My original plan was to build a true “hero” pack, with all the parts from the original that was made out of metal in … well.. metal.

However, things change, and what changed in this case was time. Time to finish the build, time to make this one complete, before I am forced to put it aside for many many months…

The thing is this: I need to take my family abroad to treat my daughter at a specialist clinic in a country I’ve never been in, and which language I do not speak.

Since it is quite far, all my hobby and building projects will need to be put on hold within the next 2 weeks or so, so I am trying to finish up as much as I can on this pack before it’s put into storage for the next 8-12 months.

I will not delve further into what is going on with my daughter, but if you WANT to know, feel free to visit Be warned. It is not a fun read.

However: I decided that it was time to use the resin parts I had laying about and start putting the pack together!

One of the first things I assembled was the Ion arm:

This was the easy part, but as the ion arm made from resin is hollow, and basically has no base plate, I had no idea how to mount it yet, as I want to be able to one day replace the resin parts with metal, as the original plane was. While I was thinking about it, I started drilling and fastening and putting some other parts together.

Next up, the HGA:

I then simply drilled and fastened the beam line, and filler tubes, the injector tubes and the vacuum tube. All these were done by printing out the mount plate I designed for the metal parts to paper, tape one copy to the resin part to get the hole configuration, and one copy to the pack to drill the holes where they should be!

Measure twice and drill once… At least that’s what I should have done. When I started adding things like the bumper, I realised after a while that it was a bit crooked.

Not a big issue, I plugged the hole with some epoxy putty and measured (the second time), correct this time, and drilled a new hole.

For the bracket that holds the injector tubes, I used this:

I cut it down to size, and used a file to round off the edges…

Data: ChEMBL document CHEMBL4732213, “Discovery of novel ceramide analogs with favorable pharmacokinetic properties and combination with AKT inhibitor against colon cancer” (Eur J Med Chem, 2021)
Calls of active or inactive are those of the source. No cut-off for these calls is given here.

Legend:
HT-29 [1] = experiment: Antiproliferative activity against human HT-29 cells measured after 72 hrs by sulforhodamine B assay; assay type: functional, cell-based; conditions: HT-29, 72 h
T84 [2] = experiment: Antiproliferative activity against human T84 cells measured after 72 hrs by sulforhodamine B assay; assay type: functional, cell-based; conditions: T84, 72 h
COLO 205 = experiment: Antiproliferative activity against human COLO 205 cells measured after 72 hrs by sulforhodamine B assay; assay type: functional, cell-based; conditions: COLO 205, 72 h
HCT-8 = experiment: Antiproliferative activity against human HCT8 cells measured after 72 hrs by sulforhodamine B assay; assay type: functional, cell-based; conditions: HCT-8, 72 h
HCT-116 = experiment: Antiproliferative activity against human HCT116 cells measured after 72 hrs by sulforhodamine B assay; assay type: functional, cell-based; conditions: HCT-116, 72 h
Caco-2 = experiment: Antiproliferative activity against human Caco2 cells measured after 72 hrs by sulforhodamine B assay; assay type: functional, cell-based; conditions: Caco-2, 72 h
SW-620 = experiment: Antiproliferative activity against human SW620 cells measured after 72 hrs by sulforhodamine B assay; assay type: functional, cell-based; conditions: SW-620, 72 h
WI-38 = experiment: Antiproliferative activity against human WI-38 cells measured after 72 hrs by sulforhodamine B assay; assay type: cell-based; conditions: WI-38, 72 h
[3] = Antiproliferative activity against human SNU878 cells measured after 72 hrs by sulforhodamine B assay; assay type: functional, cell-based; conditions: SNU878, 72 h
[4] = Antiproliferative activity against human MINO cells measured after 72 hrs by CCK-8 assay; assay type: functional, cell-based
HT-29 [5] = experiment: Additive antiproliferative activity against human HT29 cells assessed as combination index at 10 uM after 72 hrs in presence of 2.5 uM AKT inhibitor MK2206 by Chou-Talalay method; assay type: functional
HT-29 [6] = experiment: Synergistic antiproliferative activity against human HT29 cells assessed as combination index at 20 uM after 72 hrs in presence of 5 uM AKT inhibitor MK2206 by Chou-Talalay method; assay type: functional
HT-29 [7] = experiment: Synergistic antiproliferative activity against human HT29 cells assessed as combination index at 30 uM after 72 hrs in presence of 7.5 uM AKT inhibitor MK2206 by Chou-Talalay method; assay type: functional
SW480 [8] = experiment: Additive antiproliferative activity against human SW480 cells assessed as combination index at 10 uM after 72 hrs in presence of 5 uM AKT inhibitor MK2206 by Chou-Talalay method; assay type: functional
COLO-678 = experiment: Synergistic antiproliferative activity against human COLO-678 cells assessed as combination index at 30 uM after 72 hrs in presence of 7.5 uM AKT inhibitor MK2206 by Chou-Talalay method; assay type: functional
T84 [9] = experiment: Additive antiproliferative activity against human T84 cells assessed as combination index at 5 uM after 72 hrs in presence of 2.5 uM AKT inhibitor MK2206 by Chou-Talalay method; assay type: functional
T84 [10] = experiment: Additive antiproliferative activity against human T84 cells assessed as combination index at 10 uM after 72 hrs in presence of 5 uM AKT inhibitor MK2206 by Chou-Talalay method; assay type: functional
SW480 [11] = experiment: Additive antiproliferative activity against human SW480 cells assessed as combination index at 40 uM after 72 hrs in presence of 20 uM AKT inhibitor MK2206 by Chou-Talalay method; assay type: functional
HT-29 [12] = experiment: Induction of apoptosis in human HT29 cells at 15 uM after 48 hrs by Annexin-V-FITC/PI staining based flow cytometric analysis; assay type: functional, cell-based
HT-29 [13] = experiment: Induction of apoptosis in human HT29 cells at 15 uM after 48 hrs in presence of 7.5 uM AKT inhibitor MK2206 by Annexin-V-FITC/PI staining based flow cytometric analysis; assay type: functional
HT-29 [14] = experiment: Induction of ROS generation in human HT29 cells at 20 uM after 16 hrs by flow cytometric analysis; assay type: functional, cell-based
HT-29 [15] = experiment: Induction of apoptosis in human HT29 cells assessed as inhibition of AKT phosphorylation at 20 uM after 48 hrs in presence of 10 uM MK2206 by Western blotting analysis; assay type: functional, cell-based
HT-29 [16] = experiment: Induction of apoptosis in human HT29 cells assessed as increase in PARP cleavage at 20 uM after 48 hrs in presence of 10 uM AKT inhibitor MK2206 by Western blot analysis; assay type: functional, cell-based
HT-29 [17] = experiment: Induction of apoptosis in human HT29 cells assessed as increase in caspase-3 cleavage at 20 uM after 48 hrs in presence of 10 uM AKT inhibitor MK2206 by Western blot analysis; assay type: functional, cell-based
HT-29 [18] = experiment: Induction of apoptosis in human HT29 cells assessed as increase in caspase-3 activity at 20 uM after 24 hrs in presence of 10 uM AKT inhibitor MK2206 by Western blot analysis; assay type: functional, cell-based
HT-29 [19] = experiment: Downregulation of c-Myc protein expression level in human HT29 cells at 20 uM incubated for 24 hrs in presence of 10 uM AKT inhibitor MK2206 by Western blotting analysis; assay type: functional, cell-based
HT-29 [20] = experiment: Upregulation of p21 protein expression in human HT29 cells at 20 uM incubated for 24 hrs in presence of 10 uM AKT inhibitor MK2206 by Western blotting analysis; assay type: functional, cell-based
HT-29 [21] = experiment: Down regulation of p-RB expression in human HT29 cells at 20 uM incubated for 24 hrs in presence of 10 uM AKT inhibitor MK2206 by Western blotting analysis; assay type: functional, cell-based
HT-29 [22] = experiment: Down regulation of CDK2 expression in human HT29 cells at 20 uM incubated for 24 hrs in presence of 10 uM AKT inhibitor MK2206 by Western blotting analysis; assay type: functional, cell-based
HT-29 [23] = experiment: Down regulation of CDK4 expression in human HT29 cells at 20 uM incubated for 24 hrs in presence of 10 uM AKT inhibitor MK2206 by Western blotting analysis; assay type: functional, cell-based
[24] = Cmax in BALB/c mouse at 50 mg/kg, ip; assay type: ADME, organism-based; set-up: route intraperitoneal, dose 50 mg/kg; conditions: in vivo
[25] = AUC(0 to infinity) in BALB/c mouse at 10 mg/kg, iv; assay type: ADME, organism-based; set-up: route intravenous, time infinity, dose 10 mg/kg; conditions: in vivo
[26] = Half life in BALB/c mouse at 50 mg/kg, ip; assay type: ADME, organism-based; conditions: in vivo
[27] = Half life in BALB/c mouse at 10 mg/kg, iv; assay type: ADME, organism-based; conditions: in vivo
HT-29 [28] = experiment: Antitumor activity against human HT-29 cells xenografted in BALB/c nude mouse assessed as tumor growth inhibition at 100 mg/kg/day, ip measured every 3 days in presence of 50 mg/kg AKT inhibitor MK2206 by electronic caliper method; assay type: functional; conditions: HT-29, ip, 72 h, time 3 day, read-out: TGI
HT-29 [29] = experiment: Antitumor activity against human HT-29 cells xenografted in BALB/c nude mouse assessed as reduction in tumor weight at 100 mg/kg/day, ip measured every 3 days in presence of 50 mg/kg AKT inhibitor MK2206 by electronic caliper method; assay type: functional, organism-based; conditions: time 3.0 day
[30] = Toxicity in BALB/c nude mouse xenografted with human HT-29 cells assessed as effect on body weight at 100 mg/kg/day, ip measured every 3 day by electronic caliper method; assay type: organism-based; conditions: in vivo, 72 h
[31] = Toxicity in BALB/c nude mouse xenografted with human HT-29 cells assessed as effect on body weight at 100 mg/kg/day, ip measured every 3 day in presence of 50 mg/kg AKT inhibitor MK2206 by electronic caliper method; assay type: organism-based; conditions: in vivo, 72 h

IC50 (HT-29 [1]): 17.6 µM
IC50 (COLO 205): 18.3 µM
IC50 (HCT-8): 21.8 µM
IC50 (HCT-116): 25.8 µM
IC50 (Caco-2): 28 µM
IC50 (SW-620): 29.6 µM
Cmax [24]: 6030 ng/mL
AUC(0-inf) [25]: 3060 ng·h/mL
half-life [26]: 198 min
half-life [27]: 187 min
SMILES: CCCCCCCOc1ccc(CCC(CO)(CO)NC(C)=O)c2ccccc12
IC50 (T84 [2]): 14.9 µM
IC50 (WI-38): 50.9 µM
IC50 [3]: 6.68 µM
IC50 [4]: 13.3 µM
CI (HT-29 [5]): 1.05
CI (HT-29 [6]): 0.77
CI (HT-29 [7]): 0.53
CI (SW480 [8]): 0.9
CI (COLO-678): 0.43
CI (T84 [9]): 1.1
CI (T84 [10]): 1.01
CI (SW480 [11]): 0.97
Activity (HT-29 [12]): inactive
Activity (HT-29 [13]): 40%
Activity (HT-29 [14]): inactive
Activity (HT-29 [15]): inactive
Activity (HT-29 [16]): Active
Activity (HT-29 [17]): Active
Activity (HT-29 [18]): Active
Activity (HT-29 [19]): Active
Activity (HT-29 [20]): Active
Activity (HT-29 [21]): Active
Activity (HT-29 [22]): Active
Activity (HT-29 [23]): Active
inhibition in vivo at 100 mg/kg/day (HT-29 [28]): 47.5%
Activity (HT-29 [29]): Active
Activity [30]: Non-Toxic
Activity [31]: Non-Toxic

Then simply put a large clamp on it, and used my body weight to bend it to 90 degrees against a piece of wood. Then drill holes and screw it in to place in both the injector tubes and the shell. I decided to use screws since I want to be able to replace these at some point…

To fasten the HGA, I taped a piece of paper around the round, open edge, and used a scalpel to cut around the inside edge to get the inner circumference, and cut a scrap piece of 3mm styrene I had laying about to the same size. I then pressed some epoxy putty around the inner edge of the tube and pressed the styrene circle inside and let it sit until the epoxy had hardened. Once cured, I simply used the paper pattern from my virtual HGA in order to get the holes where I wanted them to be. I then tapped the holes and everything was done!

The Ion arm I tried something different. Since I only really needed to make holes near the corners, I built up the inside of the hollow ion arm with two-component epoxy putty. Same stuff I used on the HGA. Once it was almost cured, I sanded off the chunks and carefully drilled some pilot holes.

Once fully cured, I tapped these as well and I drilled the corresponding holes in the shell.

Last step for tonight, was to drill and tap the holes for the cable clamp. Naturally I had to add the cable just for fun. I also drilled the hole in the shell where the cable will end up, eventually. The cable needs to be quite a bit shorter, but as I haven’t made my booster tube yet, I won’t cut it just yet.

I am fast reaching the end of the things that can be done on the outside of the pack, apart from painting the resin parts. I’ve got a few more holes to drill and places for cables to run, and making that booster tube, but other than that, things start to look pretty good.

I do however still have a lot to do on the thrower, where I plan to 3d print panels for the inside of the thrower, to hold the electronics and rumble pack in place, and use the existing bolts from the outside to mount these panels. Hopefully, it will work!

One thing I have started on designing, is a holder for the reflectors for the cyclotron that are pushed against the lenses with springs, in order to have them as close as possible.

The reasoning behind this, is that I really don’t want anything at all connected to the shell, so I can simply lift it off and have everything sitting on the motherboard.

I’ve printed out a few smaller pieces to test sizes, but I have yet to print out a POC, but I am aiming for something like this to hold my reflectors…

More to come soon…